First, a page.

The importance of talking and inner talking was widely spoken about by Nicoll: "It is necessary to observe inner talking and from where it is coming from. Wrong inner talking is the breeding-ground not only of many future unpleasant states but also of wrong outer talking. You know that there is in the Work what is called the practice of inner silence."17
In a meeting in 1943 he said, "The Work means work—hard work—on yourself. Remember that this Work is for those who really wish to work and change themselves. It is not for those who wish to change the world."18
At a talk in 1952, Nicoll spoke about False Personality and Essence. Essence, he explained, can only grow through truth. "The False Personality is served by lawyers of a low class who always say that you are right and the other person is wrong. But if you have an interior self-observation and that is sincere, you know that you are wrong and the whole thing is your fault." This "inner confession" as he calls it, by acknowledging the lie in ourselves is, he says, "one of the most blessed experiences that you can have in this Work."19
The idea of Recurrence, which is largely dealt with in Nicoll's talks, is not part of Gurdjieff's System and he always made it clear that this idea came from Uspenski.20 A conversation between him and Uspenski regarding recurrence is quoted in P. D. Ouspensky: Pioneer of the Fourth Way by Bob Hunter. 21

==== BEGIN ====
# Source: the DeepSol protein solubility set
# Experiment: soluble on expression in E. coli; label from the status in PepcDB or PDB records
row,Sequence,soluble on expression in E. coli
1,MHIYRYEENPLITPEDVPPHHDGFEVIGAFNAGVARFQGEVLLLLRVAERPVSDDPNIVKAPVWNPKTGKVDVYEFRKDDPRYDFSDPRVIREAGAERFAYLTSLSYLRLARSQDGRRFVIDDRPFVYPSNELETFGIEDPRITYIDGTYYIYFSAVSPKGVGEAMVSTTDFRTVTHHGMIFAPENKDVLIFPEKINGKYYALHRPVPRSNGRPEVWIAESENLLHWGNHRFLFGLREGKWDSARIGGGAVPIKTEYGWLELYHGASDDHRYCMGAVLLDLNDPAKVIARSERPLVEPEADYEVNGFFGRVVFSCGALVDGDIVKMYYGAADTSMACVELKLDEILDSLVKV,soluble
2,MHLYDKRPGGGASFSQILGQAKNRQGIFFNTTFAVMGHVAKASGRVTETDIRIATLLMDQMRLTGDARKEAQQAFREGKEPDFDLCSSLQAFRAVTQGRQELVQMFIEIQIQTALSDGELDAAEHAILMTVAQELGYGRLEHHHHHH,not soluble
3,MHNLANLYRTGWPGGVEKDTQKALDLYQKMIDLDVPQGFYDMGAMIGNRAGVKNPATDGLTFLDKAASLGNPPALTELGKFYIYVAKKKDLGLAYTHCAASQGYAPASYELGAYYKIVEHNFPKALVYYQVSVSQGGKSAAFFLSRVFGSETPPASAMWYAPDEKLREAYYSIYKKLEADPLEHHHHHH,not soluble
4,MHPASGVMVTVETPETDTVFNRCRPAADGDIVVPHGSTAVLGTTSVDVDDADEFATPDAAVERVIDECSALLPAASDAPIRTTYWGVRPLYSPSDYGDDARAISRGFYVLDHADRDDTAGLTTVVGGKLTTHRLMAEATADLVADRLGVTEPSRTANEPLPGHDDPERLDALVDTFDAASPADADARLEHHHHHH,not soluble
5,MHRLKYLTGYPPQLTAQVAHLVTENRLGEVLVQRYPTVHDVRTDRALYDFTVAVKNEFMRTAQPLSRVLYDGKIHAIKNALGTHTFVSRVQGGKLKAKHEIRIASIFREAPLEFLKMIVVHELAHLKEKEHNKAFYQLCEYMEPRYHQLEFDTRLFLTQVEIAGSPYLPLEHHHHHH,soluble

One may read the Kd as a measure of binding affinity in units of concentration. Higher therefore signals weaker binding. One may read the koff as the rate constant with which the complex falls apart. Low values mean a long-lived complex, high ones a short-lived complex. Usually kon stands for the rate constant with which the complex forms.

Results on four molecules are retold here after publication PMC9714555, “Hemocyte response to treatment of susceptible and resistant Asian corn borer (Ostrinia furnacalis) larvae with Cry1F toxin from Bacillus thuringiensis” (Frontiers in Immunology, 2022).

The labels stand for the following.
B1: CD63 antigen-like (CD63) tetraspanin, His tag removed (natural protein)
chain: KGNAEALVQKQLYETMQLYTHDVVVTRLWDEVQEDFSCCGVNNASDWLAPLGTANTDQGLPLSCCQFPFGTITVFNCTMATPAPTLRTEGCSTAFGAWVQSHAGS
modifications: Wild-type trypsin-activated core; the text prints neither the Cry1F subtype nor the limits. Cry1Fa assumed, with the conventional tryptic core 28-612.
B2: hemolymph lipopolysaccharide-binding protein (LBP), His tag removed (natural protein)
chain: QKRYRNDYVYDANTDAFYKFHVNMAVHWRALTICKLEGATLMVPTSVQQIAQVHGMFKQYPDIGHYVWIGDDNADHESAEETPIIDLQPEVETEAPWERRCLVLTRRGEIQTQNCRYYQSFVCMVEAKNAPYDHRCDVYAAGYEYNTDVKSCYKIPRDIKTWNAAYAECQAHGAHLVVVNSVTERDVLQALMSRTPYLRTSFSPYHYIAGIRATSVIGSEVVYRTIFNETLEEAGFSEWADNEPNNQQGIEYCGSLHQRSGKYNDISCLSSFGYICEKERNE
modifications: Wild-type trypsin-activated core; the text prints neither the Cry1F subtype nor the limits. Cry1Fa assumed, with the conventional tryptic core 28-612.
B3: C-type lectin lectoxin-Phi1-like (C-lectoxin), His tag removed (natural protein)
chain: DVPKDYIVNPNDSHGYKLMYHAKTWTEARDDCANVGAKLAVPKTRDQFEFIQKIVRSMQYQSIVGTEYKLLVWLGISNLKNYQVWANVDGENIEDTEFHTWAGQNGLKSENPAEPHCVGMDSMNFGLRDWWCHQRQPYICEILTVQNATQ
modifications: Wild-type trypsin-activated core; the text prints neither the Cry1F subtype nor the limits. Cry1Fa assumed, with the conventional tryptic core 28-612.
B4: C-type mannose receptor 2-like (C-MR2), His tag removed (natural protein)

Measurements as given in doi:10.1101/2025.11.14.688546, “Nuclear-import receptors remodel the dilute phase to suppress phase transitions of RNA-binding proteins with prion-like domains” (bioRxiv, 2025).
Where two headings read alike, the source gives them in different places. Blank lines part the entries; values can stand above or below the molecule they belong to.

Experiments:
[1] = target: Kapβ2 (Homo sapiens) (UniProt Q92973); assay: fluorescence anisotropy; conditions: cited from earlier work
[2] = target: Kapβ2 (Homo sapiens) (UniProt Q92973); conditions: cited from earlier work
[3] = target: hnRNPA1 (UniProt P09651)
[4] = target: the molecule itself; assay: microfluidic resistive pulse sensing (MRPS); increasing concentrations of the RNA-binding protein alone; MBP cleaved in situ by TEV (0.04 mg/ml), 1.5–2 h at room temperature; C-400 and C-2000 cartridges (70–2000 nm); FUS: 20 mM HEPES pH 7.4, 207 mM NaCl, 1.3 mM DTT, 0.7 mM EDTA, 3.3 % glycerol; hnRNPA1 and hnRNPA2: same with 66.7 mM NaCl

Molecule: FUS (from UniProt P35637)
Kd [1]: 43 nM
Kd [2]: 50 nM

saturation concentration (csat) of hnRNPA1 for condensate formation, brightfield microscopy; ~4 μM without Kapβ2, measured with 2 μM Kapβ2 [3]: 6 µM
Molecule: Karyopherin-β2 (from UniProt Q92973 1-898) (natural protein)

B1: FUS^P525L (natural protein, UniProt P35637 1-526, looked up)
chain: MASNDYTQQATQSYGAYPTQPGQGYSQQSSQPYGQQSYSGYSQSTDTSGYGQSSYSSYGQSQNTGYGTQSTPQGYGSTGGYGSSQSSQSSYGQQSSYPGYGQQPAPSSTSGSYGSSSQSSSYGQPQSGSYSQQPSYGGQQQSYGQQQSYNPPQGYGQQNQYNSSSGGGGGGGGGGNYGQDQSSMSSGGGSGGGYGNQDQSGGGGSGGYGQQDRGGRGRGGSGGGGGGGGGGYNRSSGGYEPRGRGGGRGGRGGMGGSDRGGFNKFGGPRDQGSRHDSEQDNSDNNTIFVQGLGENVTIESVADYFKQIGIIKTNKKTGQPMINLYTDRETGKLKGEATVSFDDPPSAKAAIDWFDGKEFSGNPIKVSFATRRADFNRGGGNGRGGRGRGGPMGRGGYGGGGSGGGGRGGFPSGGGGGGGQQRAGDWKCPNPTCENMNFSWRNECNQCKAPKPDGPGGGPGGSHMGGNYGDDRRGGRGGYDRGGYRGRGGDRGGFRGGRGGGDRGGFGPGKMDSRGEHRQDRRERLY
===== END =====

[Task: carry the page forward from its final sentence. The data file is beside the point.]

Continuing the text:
1. Beryl Pogson, Maurice Nicoll, A Portrait (New York: Fourth Way Books, 1987), 2.
2. Maurice Nicoll, The New Man: An Interpretation of Some Parables and Miracles of Christ (Utrecht, The Netherlands: Eureka Editions, 1999), 1.
3. Ibid., 2.
4. William McGuire, "Firm Affinities: Jung's Relations with Britain and the United States," Psychoanalytic Electronic Publishing, http://www.pep-web.org/document.php?id=joap.040.0301a&type=hitlist&num=6&query=zone1%2Cparagraphs%7Czone2%2Cparagraphs%7Cauthor%2C%22Mcguire%2C+W.%22#hit1
5. Nicoll, Psychological Commentaries on the Teaching of Gurdjieff and Ouspensky (York Beach, ME: Red Wheel/Weiser, 1996), Foreword to Vol. I.
6. William Patrick Patterson, The Struggle of the Magicians (Fairfax, CA: Arete Communications, 1998), 95.
7. Bob Hunter, P.D. Ouspensky: Pioneer of the Fourth Way (Utrecht, The Netherlands: Eureka Editions, 2002), 145.
8. Pogson, 93.
9. Hunter, 166.
10. Bob Hunter, "Combining Good and Truth, Now: An Homage to Dr. Maurice Nicoll," Gurdjieff International Review, vol. III (Spring 2000), http://www.gurdjieff.org/hunter1.htm
11. Hunter, P.D. Ouspensky: Pioneer of the Fourth Way, 180, 239.
13. Nicoll, The New Man, 6, 7.
14. Ibid., 10.
15. Nicoll, Psychological Commentaries on the Teaching of Gurdjieff and Ouspensky, Vol. I, 15.
16. Ibid., Vol. IV, 1317.
17. Ibid., Vol. I, 215.
18. Ibid., 254.
19. Ibid., Vol. IV, 1378.
20. Hunter, "Combining Good and Truth, Now."
21. Hunter, P.D. Ouspensky: Pioneer of the Fourth Way, 9, 10.